MOUNT MORRIS, N.Y. — Snow is on the ground and the growing season is over for craft hemp farmer Marvin Morales, owner of Morales Organic Craft Cannabis. But there’s still work to do on his farm in Mount Morris.
His hemp harvest of the fall has now mostly dried, but there are still roots here drying out.
“During harvest and after harvest, all of these tables would be lined up and all of these lines would be full of buds, and every table would be full with buds also, so you’re talking a lot of product, a lot of product,” he said.
To the naked eye, the plants look like marijuana, but they’re not the same.
“Obviously the difference is in the product itself, the effect of the product, this doesn’t have the psycho effect, CBD doesn’t have the psycho effect that marijuana does,” said Morales.
Both the hemp buds and the roots have medicinal purposes.
Although they’re different plants, hemp farmers are hopeful the push to legalize recreational marijuana in the state would erase the current ban on hemp flowers.
“I’m kind of in limbo now waiting for that, so legalizing cannabis is going to be fantastic, it’s going to do a lot for the farmers, but we can’t hinder the farmers,” he said.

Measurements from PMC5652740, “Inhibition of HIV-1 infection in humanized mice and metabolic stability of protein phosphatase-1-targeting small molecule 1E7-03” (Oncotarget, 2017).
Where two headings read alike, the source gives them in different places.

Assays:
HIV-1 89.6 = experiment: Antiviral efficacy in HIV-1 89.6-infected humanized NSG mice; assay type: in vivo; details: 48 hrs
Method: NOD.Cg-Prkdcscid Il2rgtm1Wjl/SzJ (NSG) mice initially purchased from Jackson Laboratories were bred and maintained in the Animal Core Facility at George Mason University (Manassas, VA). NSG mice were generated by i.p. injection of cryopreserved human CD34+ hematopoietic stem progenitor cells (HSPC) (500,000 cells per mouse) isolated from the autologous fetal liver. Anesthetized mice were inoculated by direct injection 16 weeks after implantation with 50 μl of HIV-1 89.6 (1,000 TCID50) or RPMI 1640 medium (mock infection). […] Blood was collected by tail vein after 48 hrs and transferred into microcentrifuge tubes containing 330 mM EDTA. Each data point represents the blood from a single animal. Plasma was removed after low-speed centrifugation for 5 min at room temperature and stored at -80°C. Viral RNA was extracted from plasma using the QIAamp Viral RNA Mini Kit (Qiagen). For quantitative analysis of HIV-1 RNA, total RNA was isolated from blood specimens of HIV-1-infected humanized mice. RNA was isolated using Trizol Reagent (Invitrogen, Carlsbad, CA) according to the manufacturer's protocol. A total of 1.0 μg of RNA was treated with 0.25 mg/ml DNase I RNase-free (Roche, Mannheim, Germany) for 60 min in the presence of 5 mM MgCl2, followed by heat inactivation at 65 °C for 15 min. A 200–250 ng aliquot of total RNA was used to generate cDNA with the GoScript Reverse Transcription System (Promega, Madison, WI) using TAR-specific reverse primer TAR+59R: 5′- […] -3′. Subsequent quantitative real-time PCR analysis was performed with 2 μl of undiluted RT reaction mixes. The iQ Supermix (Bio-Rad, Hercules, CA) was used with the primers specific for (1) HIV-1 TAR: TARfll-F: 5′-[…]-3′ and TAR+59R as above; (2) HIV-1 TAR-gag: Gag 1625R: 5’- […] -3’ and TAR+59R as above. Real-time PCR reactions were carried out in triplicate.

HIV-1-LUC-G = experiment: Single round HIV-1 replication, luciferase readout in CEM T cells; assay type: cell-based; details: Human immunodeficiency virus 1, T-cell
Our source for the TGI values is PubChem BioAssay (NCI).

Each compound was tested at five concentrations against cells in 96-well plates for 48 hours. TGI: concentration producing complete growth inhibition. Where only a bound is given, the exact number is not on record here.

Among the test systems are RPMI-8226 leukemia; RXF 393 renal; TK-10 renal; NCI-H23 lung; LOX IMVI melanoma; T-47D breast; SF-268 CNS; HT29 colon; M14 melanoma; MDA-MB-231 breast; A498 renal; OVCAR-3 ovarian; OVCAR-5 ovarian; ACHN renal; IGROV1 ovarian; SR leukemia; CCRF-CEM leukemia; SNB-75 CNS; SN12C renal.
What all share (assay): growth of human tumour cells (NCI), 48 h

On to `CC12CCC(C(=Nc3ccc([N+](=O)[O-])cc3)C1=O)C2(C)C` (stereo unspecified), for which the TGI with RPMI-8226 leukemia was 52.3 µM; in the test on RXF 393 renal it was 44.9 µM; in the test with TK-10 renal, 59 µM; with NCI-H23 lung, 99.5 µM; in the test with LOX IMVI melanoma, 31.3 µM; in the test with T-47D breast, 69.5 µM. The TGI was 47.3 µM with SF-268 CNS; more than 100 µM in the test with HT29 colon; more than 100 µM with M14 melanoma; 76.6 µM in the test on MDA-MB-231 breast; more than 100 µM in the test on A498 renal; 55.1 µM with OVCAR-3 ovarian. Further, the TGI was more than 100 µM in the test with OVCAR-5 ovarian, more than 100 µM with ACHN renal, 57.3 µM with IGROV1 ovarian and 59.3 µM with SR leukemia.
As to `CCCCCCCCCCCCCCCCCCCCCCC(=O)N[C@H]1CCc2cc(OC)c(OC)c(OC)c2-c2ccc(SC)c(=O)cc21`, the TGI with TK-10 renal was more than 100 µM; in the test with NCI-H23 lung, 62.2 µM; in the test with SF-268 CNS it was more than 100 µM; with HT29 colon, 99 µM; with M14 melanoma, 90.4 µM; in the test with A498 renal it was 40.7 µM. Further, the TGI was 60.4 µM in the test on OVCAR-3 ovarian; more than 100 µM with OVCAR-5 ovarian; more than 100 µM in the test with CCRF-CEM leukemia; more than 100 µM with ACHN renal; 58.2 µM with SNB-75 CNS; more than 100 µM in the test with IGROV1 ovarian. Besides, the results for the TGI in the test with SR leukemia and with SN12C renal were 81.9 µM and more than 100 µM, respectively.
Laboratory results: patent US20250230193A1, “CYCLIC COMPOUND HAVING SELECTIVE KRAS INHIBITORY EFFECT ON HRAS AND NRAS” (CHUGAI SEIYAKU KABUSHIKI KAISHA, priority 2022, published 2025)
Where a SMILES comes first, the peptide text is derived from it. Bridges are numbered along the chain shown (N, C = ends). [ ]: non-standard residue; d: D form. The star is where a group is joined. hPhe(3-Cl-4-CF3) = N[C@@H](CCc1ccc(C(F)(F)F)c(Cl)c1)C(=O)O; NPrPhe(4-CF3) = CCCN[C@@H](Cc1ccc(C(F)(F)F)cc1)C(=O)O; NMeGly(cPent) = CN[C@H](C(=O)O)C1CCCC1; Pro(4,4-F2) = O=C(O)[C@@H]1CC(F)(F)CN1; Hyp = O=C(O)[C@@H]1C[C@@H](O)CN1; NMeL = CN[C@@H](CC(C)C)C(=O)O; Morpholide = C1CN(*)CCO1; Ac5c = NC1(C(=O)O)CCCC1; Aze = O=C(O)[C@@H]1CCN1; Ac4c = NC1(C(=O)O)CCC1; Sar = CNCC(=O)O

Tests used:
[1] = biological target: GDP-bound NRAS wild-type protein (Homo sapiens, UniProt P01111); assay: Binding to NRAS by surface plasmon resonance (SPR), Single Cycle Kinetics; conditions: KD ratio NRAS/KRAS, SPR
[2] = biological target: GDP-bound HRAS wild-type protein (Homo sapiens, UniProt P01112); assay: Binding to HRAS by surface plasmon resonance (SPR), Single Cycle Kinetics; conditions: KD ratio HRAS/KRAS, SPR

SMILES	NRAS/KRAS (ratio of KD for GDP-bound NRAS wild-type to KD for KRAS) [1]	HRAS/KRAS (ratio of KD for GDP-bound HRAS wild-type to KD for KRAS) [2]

That’s a big sticking point, because Morales transitioned from traditional farming to hemp for the larger profit.
“Still a lot of work, but there’s a hundred times more profit from growing hemp and I think there are a lot of farmers like myself that are looking forward to that,” he said.
This past year, he grew more than 700 hemp plants on the one acre lot in Livingston County, but the current ban hit his profits. So Morales is hopeful state lawmakers will legalize recreational marijuana and lift the ban on selling hemp flowers.
“There is such a large amount of tax revenue that could be obtained from this, so helping the farmer out by lifting that ban is really crucial,” he said.